Couples slow dance in “In Laos” to lyrics that speak of drug mules and drug trafficking. The title song, “The Glare,” is a song about reality television. This final section has the dancers clustered downstage center staring into a light that emanates from somewhere over the audience, bringing the spectators into the midst of the action and reminding us that if we just sit quietly and observe, we are part of the problem.

It was great to be back in the theater, even with restrictions, but most of all, it was a pleasure to be in the theater watching this perfect program. Studio One set a high bar (or barre?) for the rest of the season.

NOTE: Virtual tickets are $25. For patrons who would prefer to watch from the comfort of home, the Richmond Ballet offers virtual access to Studio One. On Monday, September 27th, virtual ticket buyers will receive an email with information on how to access the performance recording, which will be available to stream through Sunday, October 3rd, 11:59 pm. Tickets can be purchased online at etix.com or by phone at (804) 344-0906 x224. Only one virtual ticket is required per household. The deadline to purchase virtual tickets is noon Friday, October 1st. Finally, please note that the Richmond Ballet may be unable to stream this program in its entirety due to music rights restrictions.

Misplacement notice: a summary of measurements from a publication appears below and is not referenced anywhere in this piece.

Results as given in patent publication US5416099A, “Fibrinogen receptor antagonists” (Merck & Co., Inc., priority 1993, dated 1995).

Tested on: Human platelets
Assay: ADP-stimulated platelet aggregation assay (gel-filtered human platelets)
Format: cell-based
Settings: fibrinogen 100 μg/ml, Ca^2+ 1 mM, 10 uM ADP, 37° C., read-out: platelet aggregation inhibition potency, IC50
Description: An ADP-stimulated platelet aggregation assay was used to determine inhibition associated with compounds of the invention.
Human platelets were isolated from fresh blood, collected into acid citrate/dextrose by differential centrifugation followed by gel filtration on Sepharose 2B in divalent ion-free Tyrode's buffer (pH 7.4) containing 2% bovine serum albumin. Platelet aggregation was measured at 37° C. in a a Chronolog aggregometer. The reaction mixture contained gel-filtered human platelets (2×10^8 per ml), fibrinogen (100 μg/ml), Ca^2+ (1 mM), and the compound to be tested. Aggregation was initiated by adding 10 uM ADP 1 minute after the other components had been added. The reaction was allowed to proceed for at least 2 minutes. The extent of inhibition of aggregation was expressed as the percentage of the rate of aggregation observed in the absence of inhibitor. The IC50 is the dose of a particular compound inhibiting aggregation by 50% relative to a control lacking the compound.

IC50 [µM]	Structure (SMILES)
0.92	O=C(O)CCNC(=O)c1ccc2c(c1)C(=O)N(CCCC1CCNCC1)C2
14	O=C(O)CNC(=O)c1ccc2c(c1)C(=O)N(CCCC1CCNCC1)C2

Photos by Sarah Ferguson/Richmond Ballet

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I LOVE YOU, YOU’RE PERFECT, NOW CHANGE

A Modern Romantic Musical Comedy: “Everything you have ever secretly thought about dating, romance, marriage, lovers, husbands, wives and in-laws, but were afraid to admit.”